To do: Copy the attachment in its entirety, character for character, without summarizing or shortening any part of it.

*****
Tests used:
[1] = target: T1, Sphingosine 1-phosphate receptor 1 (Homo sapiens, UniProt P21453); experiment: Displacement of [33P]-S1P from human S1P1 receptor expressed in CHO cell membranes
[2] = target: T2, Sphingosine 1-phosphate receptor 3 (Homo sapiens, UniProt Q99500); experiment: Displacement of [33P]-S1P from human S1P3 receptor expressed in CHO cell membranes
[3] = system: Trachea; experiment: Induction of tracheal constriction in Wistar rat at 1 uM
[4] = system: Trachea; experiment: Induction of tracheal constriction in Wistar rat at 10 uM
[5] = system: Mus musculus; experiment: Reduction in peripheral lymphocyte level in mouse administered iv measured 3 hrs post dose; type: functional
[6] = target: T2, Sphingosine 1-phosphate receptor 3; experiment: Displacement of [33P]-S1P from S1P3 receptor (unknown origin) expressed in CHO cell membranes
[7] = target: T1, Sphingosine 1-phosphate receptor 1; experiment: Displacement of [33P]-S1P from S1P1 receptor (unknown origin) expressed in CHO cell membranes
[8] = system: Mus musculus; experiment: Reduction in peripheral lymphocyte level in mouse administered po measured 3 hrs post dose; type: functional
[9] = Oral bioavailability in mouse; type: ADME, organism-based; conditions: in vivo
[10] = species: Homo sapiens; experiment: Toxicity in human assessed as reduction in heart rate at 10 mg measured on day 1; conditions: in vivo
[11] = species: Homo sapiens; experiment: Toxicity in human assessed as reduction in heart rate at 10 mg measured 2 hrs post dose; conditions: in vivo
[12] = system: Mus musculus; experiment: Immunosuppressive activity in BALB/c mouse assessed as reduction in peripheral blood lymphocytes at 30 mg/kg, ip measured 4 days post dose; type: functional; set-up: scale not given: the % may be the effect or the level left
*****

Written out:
Tests used:
[1] = target: T1, Sphingosine 1-phosphate receptor 1 (Homo sapiens, UniProt P21453); experiment: Displacement of [33P]-S1P from human S1P1 receptor expressed in CHO cell membranes
[2] = target: T2, Sphingosine 1-phosphate receptor 3 (Homo sapiens, UniProt Q99500); experiment: Displacement of [33P]-S1P from human S1P3 receptor expressed in CHO cell membranes
[3] = system: Trachea; experiment: Induction of tracheal constriction in Wistar rat at 1 uM
[4] = system: Trachea; experiment: Induction of tracheal constriction in Wistar rat at 10 uM
[5] = system: Mus musculus; experiment: Reduction in peripheral lymphocyte level in mouse administered iv measured 3 hrs post dose; type: functional
[6] = target: T2, Sphingosine 1-phosphate receptor 3; experiment: Displacement of [33P]-S1P from S1P3 receptor (unknown origin) expressed in CHO cell membranes
[7] = target: T1, Sphingosine 1-phosphate receptor 1; experiment: Displacement of [33P]-S1P from S1P1 receptor (unknown origin) expressed in CHO cell membranes
[8] = system: Mus musculus; experiment: Reduction in peripheral lymphocyte level in mouse administered po measured 3 hrs post dose; type: functional
[9] = Oral bioavailability in mouse; type: ADME, organism-based; conditions: in vivo
[10] = species: Homo sapiens; experiment: Toxicity in human assessed as reduction in heart rate at 10 mg measured on day 1; conditions: in vivo
[11] = species: Homo sapiens; experiment: Toxicity in human assessed as reduction in heart rate at 10 mg measured 2 hrs post dose; conditions: in vivo
[12] = system: Mus musculus; experiment: Immunosuppressive activity in BALB/c mouse assessed as reduction in peripheral blood lymphocytes at 30 mg/kg, ip measured 4 days post dose; type: functional; set-up: scale not given: the % may be the effect or the level left